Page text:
Railroad Hand-Signal Lantern, 1920s-40s.

This kerosene railroad hand-signal lantern was made by the Armspear Manufacturing Company around 1920–1940. The lantern has a metal body with a glass globe, surrounded by a protective wire frame, with a wire handle. The top of the lantern is stamped with the text “ARMSPEAR MANFG CO./“1925”/New York” while the lower metal portions reads “Erie R.R.” The globe is stamped with the initials “DL&W” which stands for the Delaware, Lackawanna & Western Railroad. The Erie Railroad merged with the Delaware, Lackawanna & Western Railroad in 1960, perhaps explaining this lamp’s representation of both railways.
Before the advent of portable two way radios, train crews communicated via hand signals during the day, and lantern signals during periods of low visibility or at night. Specific motions of the lantern convey precise instructions such as “Clear to Depart;" "Move the train Forward;" "Move the train Backward;" "Slow Down;" "Slow Down Further;" or "Stop and Remain Stopped."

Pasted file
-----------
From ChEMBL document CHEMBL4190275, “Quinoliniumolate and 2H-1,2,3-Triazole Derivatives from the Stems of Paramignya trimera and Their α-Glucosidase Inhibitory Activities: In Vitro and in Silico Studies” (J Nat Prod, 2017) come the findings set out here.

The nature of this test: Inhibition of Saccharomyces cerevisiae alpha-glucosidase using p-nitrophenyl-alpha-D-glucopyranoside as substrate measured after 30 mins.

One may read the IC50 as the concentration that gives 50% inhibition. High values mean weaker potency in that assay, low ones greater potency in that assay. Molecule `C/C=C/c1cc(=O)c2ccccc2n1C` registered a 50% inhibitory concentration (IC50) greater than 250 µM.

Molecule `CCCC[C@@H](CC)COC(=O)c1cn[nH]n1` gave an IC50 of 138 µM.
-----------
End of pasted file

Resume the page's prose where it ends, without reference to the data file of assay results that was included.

Currently not on view
Object Name
lantern, hand signal
ID Number
accession number
catalog number
See more items in
Work and Industry: Transportation, Railroad
Data Source
National Museum of American History, Kenneth E. Behring Center

Visitor Comments

Add a comment about this object

**Please read before submitting the form**

Have a comment or question about this object to share with the community? Please use the form below. Selected comments will appear on this page and may receive a museum response (but we can't promise). Please note that we generally cannot answer questions about the history, rarity, or value of your personal artifacts.

Have a question about anything else, or would you prefer a personal response? Please visit our FAQ or contact page.

Personal information will not be shared or result in unsolicited e-mail. See our privacy policy.

Enter the characters shown in the image.